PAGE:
Guys, we're not going to criticize anyone for click-baiting. We've all done it. But, as with anything, there are levels. There is hyperbole and the occasional withholding comment, and then there is the pulling at your bleeding heartstrings with the subtlety of a monster truck.
The Atlantic has an in-depth look at just what goes into the development of this incredibly particular, stylized method of headline-writing today, and we recommend you read it if you're at all curious about digital media. After all, this article is just the tip of the iceberg about the companies who've found a way to game a system of share-ability. Get the tears running, make 'em feel good, and don't tell 'em the whole story — that's Click 101.
For any of you readers who work in media or follow digital media companies like Upworthy, Gawker Media, Buzzfeed, PolicyMic, and yes, Refinery29, you know what Robinson Meyer is trying to put his finger on when he muses about the strategies that generate buzz on Facebook. On the subject of Upworthy specifically, he writes: "There’s something about the Upworthy headline idiom — confident, in the first or second person, saccharine to the point of grossness (maybe...smarmy?) — that seems to work right now, that seems to get people to click while they are browsing Facebook."
Upworthy's particular approach can be alternately inspiring, annoying, and just plain hilarious. An Upworthy generator brought endless joy to this writer; on the other hand, said writer is also the kind of person who clicks "Disagree" out of pure spite when a pop-up video on Upworthy writes something like, "It's nice to be reminded of the good in the world, and it should happen more often." On the other hand, the reason Upworthy does so well is that it merges the gap between the slightly embarrassing but irresistibly clickable content on Buzzfeed and content that sheds positive light on social justice, political activism, international awareness, and empathy. People feel good about themselves when they share this stuff. (Distilled, social media-friendly versions of those emotions are also what made Kony 2012 possible — but hey, it happens.)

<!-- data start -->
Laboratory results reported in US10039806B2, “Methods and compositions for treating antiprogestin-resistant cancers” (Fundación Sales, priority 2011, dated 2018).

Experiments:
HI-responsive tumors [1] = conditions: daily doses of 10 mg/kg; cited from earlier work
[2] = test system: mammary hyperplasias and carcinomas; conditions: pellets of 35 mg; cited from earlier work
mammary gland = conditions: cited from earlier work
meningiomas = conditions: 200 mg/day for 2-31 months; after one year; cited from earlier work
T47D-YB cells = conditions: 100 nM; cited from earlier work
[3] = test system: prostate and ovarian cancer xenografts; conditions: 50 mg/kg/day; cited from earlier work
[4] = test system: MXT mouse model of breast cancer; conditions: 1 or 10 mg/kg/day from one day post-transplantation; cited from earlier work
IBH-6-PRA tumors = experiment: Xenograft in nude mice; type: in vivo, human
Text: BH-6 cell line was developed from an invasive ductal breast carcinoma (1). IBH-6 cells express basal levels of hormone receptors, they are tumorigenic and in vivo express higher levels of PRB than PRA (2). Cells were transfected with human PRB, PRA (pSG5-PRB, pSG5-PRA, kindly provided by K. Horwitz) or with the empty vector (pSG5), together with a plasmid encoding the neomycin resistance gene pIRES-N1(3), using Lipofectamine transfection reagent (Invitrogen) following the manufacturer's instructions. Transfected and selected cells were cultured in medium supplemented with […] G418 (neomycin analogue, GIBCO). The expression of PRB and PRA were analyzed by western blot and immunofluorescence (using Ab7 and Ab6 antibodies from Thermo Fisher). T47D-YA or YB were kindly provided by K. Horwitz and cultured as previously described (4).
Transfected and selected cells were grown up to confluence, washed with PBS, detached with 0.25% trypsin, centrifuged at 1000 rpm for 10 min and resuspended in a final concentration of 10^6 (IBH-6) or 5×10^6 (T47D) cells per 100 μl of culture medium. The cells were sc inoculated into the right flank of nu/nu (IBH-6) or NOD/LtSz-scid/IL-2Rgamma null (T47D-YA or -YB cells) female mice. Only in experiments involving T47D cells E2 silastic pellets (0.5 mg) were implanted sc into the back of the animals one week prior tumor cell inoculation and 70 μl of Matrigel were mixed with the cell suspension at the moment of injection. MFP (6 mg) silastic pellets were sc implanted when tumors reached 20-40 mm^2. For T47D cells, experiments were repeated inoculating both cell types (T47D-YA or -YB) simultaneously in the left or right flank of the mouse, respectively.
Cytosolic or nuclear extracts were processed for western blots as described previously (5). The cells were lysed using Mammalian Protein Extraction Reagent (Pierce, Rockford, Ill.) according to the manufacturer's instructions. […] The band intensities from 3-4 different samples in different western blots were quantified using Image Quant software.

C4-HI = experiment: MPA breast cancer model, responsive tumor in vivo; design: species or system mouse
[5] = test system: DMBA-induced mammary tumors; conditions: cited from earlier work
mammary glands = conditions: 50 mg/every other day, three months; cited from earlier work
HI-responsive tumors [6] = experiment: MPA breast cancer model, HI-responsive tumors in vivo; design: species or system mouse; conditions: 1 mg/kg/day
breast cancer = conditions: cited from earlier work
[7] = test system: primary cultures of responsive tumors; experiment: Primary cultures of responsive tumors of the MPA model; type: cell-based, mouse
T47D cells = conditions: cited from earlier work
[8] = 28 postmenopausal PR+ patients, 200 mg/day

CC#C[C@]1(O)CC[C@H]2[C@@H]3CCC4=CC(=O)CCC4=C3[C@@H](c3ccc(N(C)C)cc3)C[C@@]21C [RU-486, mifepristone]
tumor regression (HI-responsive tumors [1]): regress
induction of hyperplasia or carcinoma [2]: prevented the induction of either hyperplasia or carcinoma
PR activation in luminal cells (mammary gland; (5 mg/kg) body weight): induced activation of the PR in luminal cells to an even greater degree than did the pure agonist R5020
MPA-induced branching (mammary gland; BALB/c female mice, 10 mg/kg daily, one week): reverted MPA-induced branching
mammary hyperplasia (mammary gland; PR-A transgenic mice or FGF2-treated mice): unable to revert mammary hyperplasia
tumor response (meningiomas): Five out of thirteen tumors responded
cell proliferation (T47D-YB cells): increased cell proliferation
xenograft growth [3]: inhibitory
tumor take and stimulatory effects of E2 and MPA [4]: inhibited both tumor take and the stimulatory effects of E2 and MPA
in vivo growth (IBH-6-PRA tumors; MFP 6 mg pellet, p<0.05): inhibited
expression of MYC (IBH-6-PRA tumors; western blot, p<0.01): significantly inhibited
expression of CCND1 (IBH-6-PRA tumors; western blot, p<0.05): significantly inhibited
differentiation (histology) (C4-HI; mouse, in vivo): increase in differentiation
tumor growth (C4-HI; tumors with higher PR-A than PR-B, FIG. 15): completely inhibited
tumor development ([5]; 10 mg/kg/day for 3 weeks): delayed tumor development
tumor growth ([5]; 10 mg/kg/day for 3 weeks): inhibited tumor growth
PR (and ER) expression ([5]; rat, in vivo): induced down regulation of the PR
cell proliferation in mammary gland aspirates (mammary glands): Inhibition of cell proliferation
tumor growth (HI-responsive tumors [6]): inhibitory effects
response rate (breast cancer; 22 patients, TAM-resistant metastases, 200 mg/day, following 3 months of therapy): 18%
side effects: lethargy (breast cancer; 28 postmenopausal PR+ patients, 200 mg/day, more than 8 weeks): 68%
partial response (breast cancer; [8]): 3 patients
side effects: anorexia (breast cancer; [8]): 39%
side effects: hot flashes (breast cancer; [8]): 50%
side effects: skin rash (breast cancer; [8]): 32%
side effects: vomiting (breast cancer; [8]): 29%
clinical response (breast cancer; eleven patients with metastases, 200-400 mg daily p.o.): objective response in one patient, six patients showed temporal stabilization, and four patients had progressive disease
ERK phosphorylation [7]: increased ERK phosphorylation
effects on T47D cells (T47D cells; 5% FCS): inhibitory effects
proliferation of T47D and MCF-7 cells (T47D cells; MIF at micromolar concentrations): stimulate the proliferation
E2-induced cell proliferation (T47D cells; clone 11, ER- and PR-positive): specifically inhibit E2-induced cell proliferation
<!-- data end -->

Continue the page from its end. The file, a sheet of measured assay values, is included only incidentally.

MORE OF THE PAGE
And, the strategy does work. Upworthy has reported whopping numbers. This year alone it rose to 87 million, and the majority of that is from Facebook. What started as a place to talk to your friends has now become an RSS feed — with the occasional party pic sprinkled in. That's led to an even more uncertain future for journalists who want to do "real journalism," marketers who want to bring in readers in droves, and people who want to do a bit of both. As readers, being informed of the inner-workings of the media circus can be enlightening, to say the least. Do check the article out — and hey, don't forget to follow us on Facebook! (The Atlantic)